Honesdale minimizes human contact due to COVID-19

Borough hall locked, parking officers taken off Main Street

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HONESDALE, PA — In the wake of emergency declarations from the state and the county on March 16, Honesdale Borough councilors struggled to decide how they ought to respond to the outbreak of the 2019 novel coronavirus (COVID-19).

For the foreseeable future, public meetings will be carried out via telephone conference, borough hall will be closed to the public starting Wednesday, March 18 but borough employees will be reachable by phone or email, and parking enforcement officers will not monitor parking on Main Street but will be working inside borough hall. The borough did not declare its own state of emergency, something other municipalities have done to qualify for Federal Emergency Management Agency (FEMA) funding.

With no debate, the councilors unanimously passed a motion to carry out public meetings via telephone conference. The resolution requires the borough to provide notice of the change on its website as well as instructions for members of the public who want to participate in the meeting. The teleconference meetings will also be recorded and made available to the public afterward. Councilor Jim Jennings, in an effort to maintain social distancing, joined Monday night's meeting via telephone.

Borough secretary Judith Poltanis then requested that the councilors restrict foot-traffic in Honesdale’s borough hall—which is normally open to the public for a portion of the day Monday through Friday—and to take the parking enforcement officers off Main Street. In light of Gov. Wolf urging all non-essential PA businesses to close for the next two weeks, Poltanis said that there will probably not be many people parking in town anyway.

The councilors all agreed that it would be a good idea to lock the doors to borough hall and have administrative and zoning employees available to the public by phone and email only. However, councilors Jim Brennan and Mike Augello felt that the parking enforcement officers should still monitor cars on Main Street and write parking tickets during this time. Augello noted that the governor’s order for non-essential businesses to close was not going to be enforced, so it’s possible that many of the stores on Main Street are going to remain open.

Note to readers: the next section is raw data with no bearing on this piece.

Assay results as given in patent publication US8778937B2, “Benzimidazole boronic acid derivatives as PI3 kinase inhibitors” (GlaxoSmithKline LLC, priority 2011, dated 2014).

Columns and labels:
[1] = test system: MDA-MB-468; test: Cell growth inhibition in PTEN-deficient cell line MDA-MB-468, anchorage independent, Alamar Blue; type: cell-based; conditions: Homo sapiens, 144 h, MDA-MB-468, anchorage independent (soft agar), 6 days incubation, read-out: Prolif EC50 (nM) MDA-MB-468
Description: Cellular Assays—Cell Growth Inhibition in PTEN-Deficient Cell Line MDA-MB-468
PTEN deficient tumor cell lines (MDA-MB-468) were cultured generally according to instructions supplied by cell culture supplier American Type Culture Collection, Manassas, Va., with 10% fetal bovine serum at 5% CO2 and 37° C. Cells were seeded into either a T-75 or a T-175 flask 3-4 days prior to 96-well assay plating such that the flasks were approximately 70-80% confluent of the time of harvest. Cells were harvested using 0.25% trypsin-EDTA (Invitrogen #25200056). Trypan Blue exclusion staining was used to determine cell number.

“I hate to say this, but probably town will be about normal,” Augello said.

“Those parking meter girls, they’re in danger because they’re coming in contact with all sorts of people,” said Sandy Degroat, one of the few attendees from the public. “They’re more in danger than anybody in here.” To that, Augello said, “Not really.”

Councilor Jim Jennings and Poltanis maintained that the parking enforcement officers should not go out to write tickets during this outbreak. Since the officers must go in and out of borough hall to work, Jennings said, having them continue to work on Main Street would defeat the purpose of the previous motion to keep the building locked.

“Erring on the side of caution,” councilor Jared Newbon made a motion to close off borough hall to the public—with employees reachable by phone and email—and for the town’s parking enforcement officers to work inside borough hall, not out on Main Street. The motion passed 5-1, with only Augello voting “no.” The resolution is set to go into effect on Wednesday, March 18.

Earlier in the meeting, Augello, who disagreed with the decision to relieve parking officers of their standard duties, had brought up concerns about how parking affects his Main Street business, Music & Video Express.

“One of the banes of my life” is that downtown tenants, business owners and employees “park on Main Street all day long,” Augello said. Specifically, he said that employees at businesses on the same block as him park in front of his store for the entire day. He asked the other councilors to consider using an electronic parking enforcement software company called AIMS, which would cost about $13,000 per year. He said that it’s not feasible to expect the parking enforcement officers to be able to keep track of all the cars in town that exceed the two-hour time limit.

“Parking on Main Street and the key side streets here is vitally important to businesses—including my own, I fully admit it,” Augello said.

At the end of the meeting, Jim Jennings asked whether the borough council should take any further measures to reinforce the governor’s request that all non-essential businesses close for the next two weeks. The rest of the council said no.

“I don’t think we as a borough—I don’t think any council member here, especially myself and some others who have local businesses—wish to further destroy the lives of [local business owners] myself included,” Augello said. “If the borough does get coronavirus… that’s another story… but I don’t see the borough at this point taking a draconian measure.”

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